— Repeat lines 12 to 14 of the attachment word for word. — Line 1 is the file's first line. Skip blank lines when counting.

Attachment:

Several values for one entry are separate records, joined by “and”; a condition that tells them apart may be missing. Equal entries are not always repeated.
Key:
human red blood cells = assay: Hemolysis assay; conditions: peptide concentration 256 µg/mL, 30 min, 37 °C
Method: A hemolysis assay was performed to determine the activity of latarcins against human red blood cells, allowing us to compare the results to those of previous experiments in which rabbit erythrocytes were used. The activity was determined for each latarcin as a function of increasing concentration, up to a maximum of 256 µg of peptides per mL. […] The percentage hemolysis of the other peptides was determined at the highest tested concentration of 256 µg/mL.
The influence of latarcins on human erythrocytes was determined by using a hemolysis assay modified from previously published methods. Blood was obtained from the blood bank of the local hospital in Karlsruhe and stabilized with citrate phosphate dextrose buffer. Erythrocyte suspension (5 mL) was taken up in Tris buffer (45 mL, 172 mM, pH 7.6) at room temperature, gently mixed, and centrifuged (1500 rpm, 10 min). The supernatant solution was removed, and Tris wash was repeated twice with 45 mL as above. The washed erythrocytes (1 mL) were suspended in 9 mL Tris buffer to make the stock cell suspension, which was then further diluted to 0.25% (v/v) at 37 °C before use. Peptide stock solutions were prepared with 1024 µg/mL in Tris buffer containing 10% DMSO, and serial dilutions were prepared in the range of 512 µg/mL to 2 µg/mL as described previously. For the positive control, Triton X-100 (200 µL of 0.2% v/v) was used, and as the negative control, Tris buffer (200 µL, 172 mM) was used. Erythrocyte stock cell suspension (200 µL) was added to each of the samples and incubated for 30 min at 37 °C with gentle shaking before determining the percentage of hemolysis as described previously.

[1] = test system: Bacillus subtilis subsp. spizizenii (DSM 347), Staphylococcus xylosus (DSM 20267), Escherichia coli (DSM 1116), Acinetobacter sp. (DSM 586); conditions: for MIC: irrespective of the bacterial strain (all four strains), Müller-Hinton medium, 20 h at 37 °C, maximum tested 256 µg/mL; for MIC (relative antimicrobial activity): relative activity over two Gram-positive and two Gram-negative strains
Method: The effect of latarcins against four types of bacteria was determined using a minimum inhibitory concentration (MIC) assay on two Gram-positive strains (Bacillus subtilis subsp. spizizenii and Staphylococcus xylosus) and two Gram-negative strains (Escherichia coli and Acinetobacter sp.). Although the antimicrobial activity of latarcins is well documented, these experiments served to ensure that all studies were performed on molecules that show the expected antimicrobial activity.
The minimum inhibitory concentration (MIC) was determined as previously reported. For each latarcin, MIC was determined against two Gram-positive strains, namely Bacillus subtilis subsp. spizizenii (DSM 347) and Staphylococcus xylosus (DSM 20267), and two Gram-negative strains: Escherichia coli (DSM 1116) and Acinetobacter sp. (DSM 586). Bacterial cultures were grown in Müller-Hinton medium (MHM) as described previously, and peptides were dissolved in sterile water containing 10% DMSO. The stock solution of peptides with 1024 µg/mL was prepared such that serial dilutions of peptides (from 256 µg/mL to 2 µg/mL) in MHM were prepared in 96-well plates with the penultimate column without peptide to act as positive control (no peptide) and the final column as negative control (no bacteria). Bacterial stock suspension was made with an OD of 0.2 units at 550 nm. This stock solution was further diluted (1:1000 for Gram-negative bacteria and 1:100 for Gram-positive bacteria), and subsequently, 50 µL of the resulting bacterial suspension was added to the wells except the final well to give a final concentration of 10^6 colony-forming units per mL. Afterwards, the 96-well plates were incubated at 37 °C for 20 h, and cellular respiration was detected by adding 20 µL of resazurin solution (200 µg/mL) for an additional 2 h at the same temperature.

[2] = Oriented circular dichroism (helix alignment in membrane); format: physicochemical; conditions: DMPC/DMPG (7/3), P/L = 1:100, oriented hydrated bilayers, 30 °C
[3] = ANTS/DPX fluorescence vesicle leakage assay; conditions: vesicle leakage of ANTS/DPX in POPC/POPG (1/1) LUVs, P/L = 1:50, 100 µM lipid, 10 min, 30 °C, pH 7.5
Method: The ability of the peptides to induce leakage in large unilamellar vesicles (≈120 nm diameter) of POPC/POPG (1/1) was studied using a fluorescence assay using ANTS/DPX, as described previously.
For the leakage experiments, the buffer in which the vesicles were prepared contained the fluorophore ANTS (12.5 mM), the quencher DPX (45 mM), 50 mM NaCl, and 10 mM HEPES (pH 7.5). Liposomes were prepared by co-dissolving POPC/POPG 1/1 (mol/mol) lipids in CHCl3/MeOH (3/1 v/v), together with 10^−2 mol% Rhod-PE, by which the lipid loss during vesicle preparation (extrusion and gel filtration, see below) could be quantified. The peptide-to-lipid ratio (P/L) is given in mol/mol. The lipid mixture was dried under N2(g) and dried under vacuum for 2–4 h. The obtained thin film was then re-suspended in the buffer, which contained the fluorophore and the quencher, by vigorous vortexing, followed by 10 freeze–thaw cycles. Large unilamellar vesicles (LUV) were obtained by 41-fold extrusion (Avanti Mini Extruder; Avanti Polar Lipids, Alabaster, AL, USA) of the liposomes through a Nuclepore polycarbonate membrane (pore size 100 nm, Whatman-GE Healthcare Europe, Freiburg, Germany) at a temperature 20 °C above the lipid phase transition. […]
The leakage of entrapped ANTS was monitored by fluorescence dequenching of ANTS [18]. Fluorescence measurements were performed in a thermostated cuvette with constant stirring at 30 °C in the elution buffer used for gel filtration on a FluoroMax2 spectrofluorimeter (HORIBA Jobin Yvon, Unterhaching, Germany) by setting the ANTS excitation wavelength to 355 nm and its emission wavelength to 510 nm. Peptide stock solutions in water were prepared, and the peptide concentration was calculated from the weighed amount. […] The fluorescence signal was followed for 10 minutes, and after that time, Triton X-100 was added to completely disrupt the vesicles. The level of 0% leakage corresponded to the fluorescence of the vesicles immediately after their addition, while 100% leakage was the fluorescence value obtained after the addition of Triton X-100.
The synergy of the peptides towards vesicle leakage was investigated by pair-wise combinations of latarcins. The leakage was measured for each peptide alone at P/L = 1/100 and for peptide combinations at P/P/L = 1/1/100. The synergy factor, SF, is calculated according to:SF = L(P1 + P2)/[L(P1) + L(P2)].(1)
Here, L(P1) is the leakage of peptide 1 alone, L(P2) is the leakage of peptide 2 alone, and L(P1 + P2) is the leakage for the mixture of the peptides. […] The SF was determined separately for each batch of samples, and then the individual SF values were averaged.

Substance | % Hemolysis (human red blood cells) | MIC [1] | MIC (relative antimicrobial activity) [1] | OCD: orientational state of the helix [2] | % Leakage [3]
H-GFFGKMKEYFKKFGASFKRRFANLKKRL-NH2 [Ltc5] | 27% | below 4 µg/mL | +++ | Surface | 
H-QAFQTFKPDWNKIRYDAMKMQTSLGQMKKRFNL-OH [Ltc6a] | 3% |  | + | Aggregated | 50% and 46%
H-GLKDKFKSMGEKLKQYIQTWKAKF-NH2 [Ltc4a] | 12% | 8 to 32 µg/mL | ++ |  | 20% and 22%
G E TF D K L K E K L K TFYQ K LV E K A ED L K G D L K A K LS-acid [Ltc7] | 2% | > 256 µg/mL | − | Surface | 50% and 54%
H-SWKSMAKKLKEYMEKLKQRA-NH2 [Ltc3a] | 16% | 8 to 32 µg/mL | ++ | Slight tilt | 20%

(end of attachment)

For the leakage experiments, the buffer in which the vesicles were prepared contained the fluorophore ANTS (12.5 mM), the quencher DPX (45 mM), 50 mM NaCl, and 10 mM HEPES (pH 7.5). Liposomes were prepared by co-dissolving POPC/POPG 1/1 (mol/mol) lipids in CHCl3/MeOH (3/1 v/v), together with 10^−2 mol% Rhod-PE, by which the lipid loss during vesicle preparation (extrusion and gel filtration, see below) could be quantified. The peptide-to-lipid ratio (P/L) is given in mol/mol. The lipid mixture was dried under N2(g) and dried under vacuum for 2–4 h. The obtained thin film was then re-suspended in the buffer, which contained the fluorophore and the quencher, by vigorous vortexing, followed by 10 freeze–thaw cycles. Large unilamellar vesicles (LUV) were obtained by 41-fold extrusion (Avanti Mini Extruder; Avanti Polar Lipids, Alabaster, AL, USA) of the liposomes through a Nuclepore polycarbonate membrane (pore size 100 nm, Whatman-GE Healthcare Europe, Freiburg, Germany) at a temperature 20 °C above the lipid phase transition. […]
The leakage of entrapped ANTS was monitored by fluorescence dequenching of ANTS [18]. Fluorescence measurements were performed in a thermostated cuvette with constant stirring at 30 °C in the elution buffer used for gel filtration on a FluoroMax2 spectrofluorimeter (HORIBA Jobin Yvon, Unterhaching, Germany) by setting the ANTS excitation wavelength to 355 nm and its emission wavelength to 510 nm. Peptide stock solutions in water were prepared, and the peptide concentration was calculated from the weighed amount. […] The fluorescence signal was followed for 10 minutes, and after that time, Triton X-100 was added to completely disrupt the vesicles. The level of 0% leakage corresponded to the fluorescence of the vesicles immediately after their addition, while 100% leakage was the fluorescence value obtained after the addition of Triton X-100.
The synergy of the peptides towards vesicle leakage was investigated by pair-wise combinations of latarcins. The leakage was measured for each peptide alone at P/L = 1/100 and for peptide combinations at P/P/L = 1/1/100. The synergy factor, SF, is calculated according to:SF = L(P1 + P2)/[L(P1) + L(P2)].(1)